Application of Spent Mushroom Compost and Mycorrhiza on Yield and Yield Components of Garlic (Allium sativum L.) in the Low Input Cropping System

Document Type : Scientific - Research


Department of Agronomy, Faculty of Agriculture, Ferdowsi University of Mashhad, Mashhad, Iran


In recent years, the effect of exogenous organic amendments on soil properties and plant growth characteristics has received renewed attention. Although the utilization of mineral fertilizers could be viewed as the best solution in terms of plant productivity, this approach is often inefficient in the long-term in tropical ecosystems due to the limited ability of low-activity clay soils to retain nutrients. Intensive use of agrochemicals in agricultural systems is also known to have irreversible effects on soil and water resources.
The use of organic and biological fertilizers are important strategies to reduce harmful effects of chemical fertilizers in sustainable management of agroecosystems.
Spent mushroom compost is the residual compost waste generated by the mushroom production industry. It is readily available and its formulation generally consists of a combination of wheat straw, dried blood, horse manure and ground chalk, composted together. It is an excellent source of humus, although much of its nitrogen content will have been used up by the composting and growing mushrooms. It remains, however, a good source of general nutrients, as well as a useful soil conditioner.
Most mineral soils contain mycorrhizal fungi, but often at levels that are too low for adequate colonization, especially in disturbed soils. Mycorrhizae are host specific and will only colonize certain plants; so in some soils, there are no native mycorrhizae that will benefit these plants. Therefore, most plants would benefit from mycorrhizae addition to the soil. Symbiosis begins when fungal spores germinate and emerging thread linke structures, called hyphae, enters the epidermis of plant roots. After colonization of the root, the fungus sends out a vast network of hyphae throughout the soil to form a greatly enhanced absorptive surface area. This results in improved nutrient acquisition and uptake by plant roots, particularly elemental phosphorus, zinc, manganese and copper and water. In return, the plant provides carbohydrates for the fungi.

Materials and methods
In order to study the effect of mushroom compost and mycorrhiza on yield of garlic (Allium sativum L.), a split plot experiment based on RCBD design with three replications was conducted in 2010-11 growing season in research farm of Ferdowsi University of Mashhad, Iran. Mycorrhiza (Glomus mosseae) (use and non-use) and spent mushroom compost levels (SMC) (0, 20, 40, 60, 80, 100 t ha-1) were considered as the main and sub factors. In order to determine the physic-chemical properties of soil, sampling was done at a depth of 0 to 30 cm. Distance on and between rows was considered 10 and 20 cm, respectively. In order to weeds control, manual weeding was done three times. At the end of the growing season, economic yield, biological yield, plant height, shoot dry weight, bulb diameter, bulblet weight per plant, bulblet volume per plant and bulblet number per plant were measured. Analysis of variance was done with SAS Ver 9.1 software.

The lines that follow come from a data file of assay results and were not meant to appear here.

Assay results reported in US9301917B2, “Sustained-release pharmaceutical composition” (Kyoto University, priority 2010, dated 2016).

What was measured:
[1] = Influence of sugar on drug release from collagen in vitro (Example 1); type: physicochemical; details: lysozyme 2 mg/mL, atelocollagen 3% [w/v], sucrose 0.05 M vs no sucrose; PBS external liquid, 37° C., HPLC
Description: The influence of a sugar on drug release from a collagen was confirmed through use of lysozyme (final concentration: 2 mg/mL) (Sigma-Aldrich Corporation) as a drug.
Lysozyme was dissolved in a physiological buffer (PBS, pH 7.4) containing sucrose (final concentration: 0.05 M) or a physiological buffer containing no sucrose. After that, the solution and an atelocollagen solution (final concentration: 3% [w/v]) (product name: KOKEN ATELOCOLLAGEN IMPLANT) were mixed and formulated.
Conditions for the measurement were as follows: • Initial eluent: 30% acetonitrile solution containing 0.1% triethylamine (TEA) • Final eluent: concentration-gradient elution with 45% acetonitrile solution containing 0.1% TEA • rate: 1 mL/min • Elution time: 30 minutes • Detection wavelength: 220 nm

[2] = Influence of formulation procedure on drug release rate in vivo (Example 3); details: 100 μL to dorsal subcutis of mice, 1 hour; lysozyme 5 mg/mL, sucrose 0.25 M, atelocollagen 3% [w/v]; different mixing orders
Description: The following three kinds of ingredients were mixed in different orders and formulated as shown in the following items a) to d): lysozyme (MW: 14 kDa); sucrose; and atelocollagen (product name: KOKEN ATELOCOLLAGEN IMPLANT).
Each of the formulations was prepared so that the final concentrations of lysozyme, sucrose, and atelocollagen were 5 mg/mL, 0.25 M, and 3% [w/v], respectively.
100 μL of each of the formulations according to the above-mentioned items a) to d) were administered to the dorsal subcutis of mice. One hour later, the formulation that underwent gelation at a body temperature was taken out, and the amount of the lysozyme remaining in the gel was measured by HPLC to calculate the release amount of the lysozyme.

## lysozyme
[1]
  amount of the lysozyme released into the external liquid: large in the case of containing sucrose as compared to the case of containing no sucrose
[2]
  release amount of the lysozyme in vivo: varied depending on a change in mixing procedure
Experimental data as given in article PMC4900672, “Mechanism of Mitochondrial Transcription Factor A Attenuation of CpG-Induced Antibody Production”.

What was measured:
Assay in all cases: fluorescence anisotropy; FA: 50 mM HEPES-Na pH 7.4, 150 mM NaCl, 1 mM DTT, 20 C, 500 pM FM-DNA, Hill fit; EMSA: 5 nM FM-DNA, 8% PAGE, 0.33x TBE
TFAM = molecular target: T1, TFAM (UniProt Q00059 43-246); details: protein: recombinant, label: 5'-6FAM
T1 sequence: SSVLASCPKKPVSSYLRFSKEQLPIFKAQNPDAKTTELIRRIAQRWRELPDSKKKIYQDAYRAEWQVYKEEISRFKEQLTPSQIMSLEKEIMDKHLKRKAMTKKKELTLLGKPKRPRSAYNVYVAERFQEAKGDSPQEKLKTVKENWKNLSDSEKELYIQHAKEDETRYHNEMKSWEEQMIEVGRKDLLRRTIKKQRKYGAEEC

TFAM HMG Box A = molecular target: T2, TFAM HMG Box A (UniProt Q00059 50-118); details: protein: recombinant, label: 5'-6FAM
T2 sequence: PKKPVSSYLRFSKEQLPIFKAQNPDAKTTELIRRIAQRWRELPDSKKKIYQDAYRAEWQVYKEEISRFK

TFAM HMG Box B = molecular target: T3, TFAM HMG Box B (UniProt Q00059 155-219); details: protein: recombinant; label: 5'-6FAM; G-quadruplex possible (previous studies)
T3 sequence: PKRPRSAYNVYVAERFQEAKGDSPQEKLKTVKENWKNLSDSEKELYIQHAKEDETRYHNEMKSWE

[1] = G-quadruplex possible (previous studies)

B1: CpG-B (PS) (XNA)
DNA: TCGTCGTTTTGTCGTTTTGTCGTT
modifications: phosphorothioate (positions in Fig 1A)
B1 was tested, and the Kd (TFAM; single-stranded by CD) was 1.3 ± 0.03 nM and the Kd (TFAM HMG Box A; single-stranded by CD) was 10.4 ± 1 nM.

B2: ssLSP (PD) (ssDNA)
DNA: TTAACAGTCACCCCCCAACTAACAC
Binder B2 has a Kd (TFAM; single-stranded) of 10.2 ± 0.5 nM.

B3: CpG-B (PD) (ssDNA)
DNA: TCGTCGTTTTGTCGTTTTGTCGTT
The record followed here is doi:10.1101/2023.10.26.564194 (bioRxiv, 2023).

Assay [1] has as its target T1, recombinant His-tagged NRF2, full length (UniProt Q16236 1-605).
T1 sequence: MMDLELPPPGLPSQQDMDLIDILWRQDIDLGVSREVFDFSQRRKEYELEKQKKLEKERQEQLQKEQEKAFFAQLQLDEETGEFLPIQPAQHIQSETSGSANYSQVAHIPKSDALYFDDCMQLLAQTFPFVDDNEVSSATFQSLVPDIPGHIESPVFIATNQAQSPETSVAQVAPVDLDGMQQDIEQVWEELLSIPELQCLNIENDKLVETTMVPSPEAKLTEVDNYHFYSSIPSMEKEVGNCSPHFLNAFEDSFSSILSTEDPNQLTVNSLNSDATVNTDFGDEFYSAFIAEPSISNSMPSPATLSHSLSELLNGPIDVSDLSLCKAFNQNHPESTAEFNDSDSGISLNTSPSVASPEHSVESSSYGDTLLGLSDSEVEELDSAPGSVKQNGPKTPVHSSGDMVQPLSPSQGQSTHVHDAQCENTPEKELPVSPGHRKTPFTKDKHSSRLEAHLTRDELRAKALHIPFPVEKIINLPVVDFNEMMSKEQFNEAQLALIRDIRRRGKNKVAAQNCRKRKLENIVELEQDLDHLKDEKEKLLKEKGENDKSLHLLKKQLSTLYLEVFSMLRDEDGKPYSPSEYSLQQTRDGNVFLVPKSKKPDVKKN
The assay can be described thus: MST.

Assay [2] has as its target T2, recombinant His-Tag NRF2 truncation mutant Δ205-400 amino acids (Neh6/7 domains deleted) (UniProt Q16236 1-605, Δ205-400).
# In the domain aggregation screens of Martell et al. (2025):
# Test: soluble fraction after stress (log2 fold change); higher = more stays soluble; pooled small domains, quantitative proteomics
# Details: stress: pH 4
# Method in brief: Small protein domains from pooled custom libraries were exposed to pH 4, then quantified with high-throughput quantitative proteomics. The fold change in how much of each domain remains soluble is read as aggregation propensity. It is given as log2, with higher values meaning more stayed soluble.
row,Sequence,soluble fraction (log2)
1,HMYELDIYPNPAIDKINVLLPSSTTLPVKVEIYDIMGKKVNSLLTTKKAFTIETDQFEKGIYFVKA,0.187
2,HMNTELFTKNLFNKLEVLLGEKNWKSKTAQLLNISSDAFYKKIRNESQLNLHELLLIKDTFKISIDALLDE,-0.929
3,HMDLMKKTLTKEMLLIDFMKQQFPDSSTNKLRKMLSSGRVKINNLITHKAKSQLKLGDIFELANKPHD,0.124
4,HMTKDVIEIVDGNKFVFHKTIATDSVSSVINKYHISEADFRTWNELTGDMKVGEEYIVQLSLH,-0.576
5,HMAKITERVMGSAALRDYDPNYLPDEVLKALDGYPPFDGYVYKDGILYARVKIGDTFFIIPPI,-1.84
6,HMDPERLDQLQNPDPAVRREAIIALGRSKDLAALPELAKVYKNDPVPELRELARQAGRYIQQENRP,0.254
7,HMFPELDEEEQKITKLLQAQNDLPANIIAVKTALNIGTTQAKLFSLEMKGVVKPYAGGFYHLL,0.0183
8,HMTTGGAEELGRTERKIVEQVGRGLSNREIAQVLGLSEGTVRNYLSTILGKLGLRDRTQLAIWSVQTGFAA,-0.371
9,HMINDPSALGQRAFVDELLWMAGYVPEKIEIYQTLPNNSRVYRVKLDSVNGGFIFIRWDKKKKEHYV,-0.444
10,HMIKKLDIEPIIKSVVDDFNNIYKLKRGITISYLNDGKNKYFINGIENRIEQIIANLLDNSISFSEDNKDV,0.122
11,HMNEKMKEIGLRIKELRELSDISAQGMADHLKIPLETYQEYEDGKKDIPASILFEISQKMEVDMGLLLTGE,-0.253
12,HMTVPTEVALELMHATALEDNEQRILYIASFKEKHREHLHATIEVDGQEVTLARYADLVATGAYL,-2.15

Result and discussion
The results showed that the effect of different levels of mushroom compost was significant on the most studied traits, but mycorrhiza had no significant effect on yield and yield components of garlic. Based on the results, highest diameter and length of the bulb and bulblets were observed in application of 100 t ha-1 SMC. The highest economic yield (12760 kg ha-1) was observed in application of 100 t ha-1 SMC, so that the application of SMC increased economic yield by 48 percent compared to control. The highest dry matter production and harvest index also were observed in application of 100 t ha-1 SMC.
Organic and biological fertilizers are among the most significant resources for development of agricultural soil quality and increase in the yield of different medicinal plants. It has been reported that this ecological inputs provide favorable conditions for plant growth and development through improvement of physical, chemical and biological properties of the soil (Cabrera et al., 2009), therefore, it can be concluded that improvement of the most studied traits in the present study were due to use of organic fertilizers.
In general, the results showed that it seems use of SMC can improve quantitative and qualitative characteristics of garlic, thus it can be considered as a suitable alternative to chemical fertilizers.


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